Not quite a ‘double bind’ for minority women in science
COLUMBUS, Ohio – Many studies have shown that both minority and women scientists face disadvantages in reaching the highest levels of their careers.
So it would make sense that minority women would face a "double bind" that would particularly disadvantage them.
But a new study using a massive database of scientific articles suggests that minority women actually face what might be called a "one-and-a-half bind." They are still worse off than other groups, but their disadvantage is less than the disadvantage of being black or Hispanic plus the disadvantage of being a woman.
"There is less disadvantage than you would have thought if you simply added the penalties of being a minority and being a woman," said Bruce Weinberg, co-author of the study and professor of economics at The Ohio State University.
The study appears in the May 2018 issue of AEA Papers and Proceedings.
The findings are particularly timely now, said study co-author Gerald Marschke, associate professor of economics at the University at Albany, State University of New York.
"The underrepresentation of women and minorities is a huge concern to policymakers and is the focus of many commissions and initiatives," Marschke said.
The researchers used an innovative method to overcome one of the biggest issues in studying the careers of minority women.
"Because of the small number of minorities and the small number of women in some science careers, it is hard to study them, particularly with people who are members of both groups," Weinberg said.
The researchers found a way around this problem by using a convention of the biomedical sciences to their advantage. In the journals where these scientists publish their results, the last author listed on an article is the principal investigator who supported the work and has the highest level of prestige.
"Being listed as the last author is the pinnacle of the research career and has a lot of status that goes along with it," Weinberg said. So the researchers compared how many minorities and women were listed as last author on papers compared to white men.
The study used a massive database of 486,644 articles with two to nine authors published in medical journals by U.S. scientists between 1946 and 2009. Computer software categorized author names by race, ethnicity and gender.
This software also identified individual authors so that the researchers could follow how scientists' authorship position on papers changed over the course of their careers.
Overall, results showed that the probability of being a last author – the prestige position – increased from 18 percent during the first four years of a scientist's career to 37 percent after 25 and up to 29 years.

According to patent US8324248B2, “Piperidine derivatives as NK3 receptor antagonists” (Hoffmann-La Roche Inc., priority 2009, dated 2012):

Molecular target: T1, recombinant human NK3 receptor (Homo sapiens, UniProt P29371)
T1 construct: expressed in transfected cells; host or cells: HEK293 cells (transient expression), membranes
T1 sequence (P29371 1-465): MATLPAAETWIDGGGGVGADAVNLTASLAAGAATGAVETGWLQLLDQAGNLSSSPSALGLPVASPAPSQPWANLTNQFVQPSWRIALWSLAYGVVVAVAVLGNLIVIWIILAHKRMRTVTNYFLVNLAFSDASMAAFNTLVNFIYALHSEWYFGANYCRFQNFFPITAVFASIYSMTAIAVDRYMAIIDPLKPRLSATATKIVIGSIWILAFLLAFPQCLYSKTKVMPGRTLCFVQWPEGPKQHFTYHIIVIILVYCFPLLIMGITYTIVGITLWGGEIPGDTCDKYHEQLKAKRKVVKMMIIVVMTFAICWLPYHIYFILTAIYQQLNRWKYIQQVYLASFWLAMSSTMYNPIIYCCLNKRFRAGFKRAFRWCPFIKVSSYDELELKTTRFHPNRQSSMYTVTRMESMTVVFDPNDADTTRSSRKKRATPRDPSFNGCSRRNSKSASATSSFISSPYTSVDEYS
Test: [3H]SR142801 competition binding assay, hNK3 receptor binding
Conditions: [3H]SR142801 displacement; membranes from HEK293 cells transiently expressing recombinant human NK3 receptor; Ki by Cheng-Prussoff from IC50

Black scientists were substantially less likely to be last authors compared to white men after five years into their careers, with a gap of 6 percentage points at 25 to 29 years.
The movement of women and Hispanics into last authorship was even slower, with a gap of 10 percentage points after 25 years in their career.
Marschke noted that women and minorities have fewer publications than white men and controlling for these differences can account for some of the gaps with white men.
"But even after controlling for experience differences you see these gaps," Marschke said.
The researchers also did several statistical analyses to assess the impact of various factors on whether an author would have the last position on an article.
In one such analysis, they found that blacks were 0.4 percentage points less likely than white men to be the last author and women were about 4 percentage points less likely to be listed last.
Given that, it would have been reasonable to assume that the penalty for black women would be at least the sum of those two disadvantages, or 4.4 percentage points, Weinberg said.
But in fact, the findings showed black women were about 3.5 percentage points less likely than white men to receive the last authorship position.
"You lose something for being black and you lose something for being a woman. But you lose less than simply adding those two disadvantages together," he said.
A similar result was found for Hispanic women.
This result was surprising, Weinberg said, partly because the two disadvantages could have been more than just additive.
"Our expectation, based on research that has been done on intersectionality, was that, if anything, the penalties of being a woman and being a minority could have compounded each other, and their position would have been even worse," he said.
Marschke added: "Women who are minorities may feel isolated by their minority status, but unlike minority men, also face the strain of balancing careers and families like white women. But unlike white women, they also have to uphold their roles as women within their culture."
The researchers are now investigating why they found these results and trying to determine if factors like the number of people on a research team and the source of funding may affect how women and minorities fare.
Along with Weinberg and Marschke, other co-authors were Allison Nunez and Huifeng Yu of the University at Albany, SUNY.
The researchers received funding from the National Science Foundation, the National Institutes of Health and the National Bureau of Economic Research.
Contact: Bruce Weinberg, [email protected]